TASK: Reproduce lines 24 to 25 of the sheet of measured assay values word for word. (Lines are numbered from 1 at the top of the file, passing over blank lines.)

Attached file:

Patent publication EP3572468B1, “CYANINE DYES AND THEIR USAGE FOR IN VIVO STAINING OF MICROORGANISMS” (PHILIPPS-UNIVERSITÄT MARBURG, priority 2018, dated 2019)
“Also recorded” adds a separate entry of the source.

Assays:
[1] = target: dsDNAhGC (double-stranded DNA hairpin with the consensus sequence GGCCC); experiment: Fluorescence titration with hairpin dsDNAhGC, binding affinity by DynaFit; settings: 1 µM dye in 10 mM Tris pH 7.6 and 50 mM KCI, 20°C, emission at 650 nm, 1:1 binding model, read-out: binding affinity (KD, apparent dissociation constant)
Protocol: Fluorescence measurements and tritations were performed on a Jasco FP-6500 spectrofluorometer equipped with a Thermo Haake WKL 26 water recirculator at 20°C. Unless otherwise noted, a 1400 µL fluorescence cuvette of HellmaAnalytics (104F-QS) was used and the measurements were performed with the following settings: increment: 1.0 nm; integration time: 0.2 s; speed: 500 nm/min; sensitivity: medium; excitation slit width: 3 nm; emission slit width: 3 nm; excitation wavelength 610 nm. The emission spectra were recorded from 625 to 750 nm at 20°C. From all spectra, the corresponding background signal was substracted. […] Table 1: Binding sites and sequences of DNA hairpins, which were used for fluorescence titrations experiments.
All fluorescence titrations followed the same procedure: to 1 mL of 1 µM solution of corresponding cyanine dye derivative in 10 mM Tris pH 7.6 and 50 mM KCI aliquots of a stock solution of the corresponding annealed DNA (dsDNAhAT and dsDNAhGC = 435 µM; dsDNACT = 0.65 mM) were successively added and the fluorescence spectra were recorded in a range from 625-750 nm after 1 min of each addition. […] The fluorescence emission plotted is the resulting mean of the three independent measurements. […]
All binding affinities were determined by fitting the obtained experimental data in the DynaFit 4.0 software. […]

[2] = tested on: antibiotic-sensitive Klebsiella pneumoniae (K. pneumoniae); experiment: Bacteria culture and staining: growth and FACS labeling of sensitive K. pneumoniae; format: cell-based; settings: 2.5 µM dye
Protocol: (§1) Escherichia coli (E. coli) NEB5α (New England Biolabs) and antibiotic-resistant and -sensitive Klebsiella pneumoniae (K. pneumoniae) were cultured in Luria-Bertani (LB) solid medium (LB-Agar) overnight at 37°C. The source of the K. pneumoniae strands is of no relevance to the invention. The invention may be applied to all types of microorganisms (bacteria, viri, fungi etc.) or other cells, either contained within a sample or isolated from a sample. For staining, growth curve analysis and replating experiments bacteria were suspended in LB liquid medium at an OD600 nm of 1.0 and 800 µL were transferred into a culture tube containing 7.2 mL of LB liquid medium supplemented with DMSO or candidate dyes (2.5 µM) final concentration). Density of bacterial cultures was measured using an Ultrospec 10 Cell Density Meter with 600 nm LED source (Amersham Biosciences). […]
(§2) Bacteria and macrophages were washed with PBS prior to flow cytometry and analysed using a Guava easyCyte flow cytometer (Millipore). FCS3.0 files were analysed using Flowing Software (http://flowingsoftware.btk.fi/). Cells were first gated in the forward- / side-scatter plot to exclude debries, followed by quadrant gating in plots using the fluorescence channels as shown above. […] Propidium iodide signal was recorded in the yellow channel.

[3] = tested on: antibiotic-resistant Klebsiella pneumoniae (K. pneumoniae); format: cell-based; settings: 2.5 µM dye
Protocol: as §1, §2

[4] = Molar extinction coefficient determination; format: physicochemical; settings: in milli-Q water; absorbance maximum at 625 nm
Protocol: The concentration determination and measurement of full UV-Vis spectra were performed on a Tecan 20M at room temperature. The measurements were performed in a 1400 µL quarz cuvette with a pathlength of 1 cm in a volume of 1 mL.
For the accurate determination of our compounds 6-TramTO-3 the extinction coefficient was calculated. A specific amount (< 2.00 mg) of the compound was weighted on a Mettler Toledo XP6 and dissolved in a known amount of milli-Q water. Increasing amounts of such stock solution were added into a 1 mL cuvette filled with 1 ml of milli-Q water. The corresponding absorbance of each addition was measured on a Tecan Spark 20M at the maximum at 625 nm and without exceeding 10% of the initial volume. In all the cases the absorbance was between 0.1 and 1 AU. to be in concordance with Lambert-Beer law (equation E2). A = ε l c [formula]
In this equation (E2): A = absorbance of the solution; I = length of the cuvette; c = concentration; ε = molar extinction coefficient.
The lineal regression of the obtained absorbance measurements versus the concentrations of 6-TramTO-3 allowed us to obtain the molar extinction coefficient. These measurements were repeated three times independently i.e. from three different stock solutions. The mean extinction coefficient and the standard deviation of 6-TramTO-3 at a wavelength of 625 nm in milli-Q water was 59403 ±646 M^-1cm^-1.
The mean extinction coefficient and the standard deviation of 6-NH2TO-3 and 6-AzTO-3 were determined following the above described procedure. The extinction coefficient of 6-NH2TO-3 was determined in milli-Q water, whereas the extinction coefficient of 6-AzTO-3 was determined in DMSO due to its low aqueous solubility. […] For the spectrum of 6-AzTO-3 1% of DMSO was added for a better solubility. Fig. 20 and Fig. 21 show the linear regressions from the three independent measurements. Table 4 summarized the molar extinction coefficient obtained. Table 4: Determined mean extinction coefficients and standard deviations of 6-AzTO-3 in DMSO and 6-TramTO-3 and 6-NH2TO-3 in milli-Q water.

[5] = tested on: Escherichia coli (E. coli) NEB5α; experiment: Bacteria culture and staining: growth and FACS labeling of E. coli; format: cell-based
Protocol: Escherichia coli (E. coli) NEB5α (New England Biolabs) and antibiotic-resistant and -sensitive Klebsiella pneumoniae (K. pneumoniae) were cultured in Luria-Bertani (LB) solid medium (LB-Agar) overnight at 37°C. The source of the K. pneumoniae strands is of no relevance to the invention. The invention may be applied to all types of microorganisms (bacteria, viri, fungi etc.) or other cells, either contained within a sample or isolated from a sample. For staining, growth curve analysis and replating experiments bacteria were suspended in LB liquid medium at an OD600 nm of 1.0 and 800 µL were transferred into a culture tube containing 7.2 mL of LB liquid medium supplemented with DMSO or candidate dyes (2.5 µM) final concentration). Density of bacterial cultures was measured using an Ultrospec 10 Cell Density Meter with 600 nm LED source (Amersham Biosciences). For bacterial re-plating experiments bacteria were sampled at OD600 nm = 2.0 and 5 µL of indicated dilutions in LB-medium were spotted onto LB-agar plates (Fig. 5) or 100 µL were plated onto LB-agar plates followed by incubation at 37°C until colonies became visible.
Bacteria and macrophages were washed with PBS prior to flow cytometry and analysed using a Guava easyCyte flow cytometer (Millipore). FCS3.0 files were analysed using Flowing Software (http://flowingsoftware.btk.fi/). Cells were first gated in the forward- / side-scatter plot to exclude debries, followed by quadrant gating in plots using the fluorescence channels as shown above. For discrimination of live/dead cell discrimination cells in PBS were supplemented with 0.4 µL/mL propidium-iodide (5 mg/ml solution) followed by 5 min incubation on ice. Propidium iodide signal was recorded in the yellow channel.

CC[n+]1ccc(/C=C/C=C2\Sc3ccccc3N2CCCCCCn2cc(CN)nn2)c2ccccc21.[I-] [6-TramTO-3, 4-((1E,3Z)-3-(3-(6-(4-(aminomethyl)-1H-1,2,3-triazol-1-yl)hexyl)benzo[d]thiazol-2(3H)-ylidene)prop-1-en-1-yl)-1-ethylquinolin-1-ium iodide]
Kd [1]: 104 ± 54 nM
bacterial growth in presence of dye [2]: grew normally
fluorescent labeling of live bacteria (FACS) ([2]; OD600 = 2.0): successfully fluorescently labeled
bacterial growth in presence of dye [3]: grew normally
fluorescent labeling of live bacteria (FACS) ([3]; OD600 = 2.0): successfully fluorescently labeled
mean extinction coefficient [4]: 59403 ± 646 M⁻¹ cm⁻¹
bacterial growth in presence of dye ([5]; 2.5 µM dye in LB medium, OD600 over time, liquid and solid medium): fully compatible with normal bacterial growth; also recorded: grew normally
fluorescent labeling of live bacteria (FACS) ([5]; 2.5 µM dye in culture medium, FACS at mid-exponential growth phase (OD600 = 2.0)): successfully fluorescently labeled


bacterial growth in presence of dye [2]: grew normally
fluorescent labeling of live bacteria (FACS) ([2]; OD600 = 2.0): successfully fluorescently labeled